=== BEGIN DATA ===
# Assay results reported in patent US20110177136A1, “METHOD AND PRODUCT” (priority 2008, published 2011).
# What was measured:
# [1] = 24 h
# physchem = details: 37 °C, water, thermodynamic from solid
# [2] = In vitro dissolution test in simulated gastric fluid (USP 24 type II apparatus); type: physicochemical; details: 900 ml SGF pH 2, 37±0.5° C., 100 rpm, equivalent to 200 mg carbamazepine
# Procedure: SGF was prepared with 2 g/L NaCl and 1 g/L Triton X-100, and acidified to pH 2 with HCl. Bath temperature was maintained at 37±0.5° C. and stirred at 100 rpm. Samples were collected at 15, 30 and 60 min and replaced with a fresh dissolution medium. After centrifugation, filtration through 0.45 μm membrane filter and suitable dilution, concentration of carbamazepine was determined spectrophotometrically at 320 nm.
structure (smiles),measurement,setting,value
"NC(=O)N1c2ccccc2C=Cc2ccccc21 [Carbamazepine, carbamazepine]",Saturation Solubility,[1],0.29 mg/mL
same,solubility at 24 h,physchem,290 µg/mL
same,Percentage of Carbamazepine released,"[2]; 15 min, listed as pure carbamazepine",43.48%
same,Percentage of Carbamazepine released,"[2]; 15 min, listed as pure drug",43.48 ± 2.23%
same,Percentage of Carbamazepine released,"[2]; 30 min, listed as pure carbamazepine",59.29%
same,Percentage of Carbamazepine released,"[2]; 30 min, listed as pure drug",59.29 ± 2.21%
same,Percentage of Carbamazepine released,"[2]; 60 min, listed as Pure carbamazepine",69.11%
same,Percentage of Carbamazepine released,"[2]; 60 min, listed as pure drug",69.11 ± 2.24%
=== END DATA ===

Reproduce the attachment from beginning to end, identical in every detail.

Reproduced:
# Assay results reported in patent US20110177136A1, “METHOD AND PRODUCT” (priority 2008, published 2011).
# What was measured:
# [1] = 24 h
# physchem = details: 37 °C, water, thermodynamic from solid
# [2] = In vitro dissolution test in simulated gastric fluid (USP 24 type II apparatus); type: physicochemical; details: 900 ml SGF pH 2, 37±0.5° C., 100 rpm, equivalent to 200 mg carbamazepine
# Procedure: SGF was prepared with 2 g/L NaCl and 1 g/L Triton X-100, and acidified to pH 2 with HCl. Bath temperature was maintained at 37±0.5° C. and stirred at 100 rpm. Samples were collected at 15, 30 and 60 min and replaced with a fresh dissolution medium. After centrifugation, filtration through 0.45 μm membrane filter and suitable dilution, concentration of carbamazepine was determined spectrophotometrically at 320 nm.
structure (smiles),measurement,setting,value
"NC(=O)N1c2ccccc2C=Cc2ccccc21 [Carbamazepine, carbamazepine]",Saturation Solubility,[1],0.29 mg/mL
same,solubility at 24 h,physchem,290 µg/mL
same,Percentage of Carbamazepine released,"[2]; 15 min, listed as pure carbamazepine",43.48%
same,Percentage of Carbamazepine released,"[2]; 15 min, listed as pure drug",43.48 ± 2.23%
same,Percentage of Carbamazepine released,"[2]; 30 min, listed as pure carbamazepine",59.29%
same,Percentage of Carbamazepine released,"[2]; 30 min, listed as pure drug",59.29 ± 2.21%
same,Percentage of Carbamazepine released,"[2]; 60 min, listed as Pure carbamazepine",69.11%
same,Percentage of Carbamazepine released,"[2]; 60 min, listed as pure drug",69.11 ± 2.24%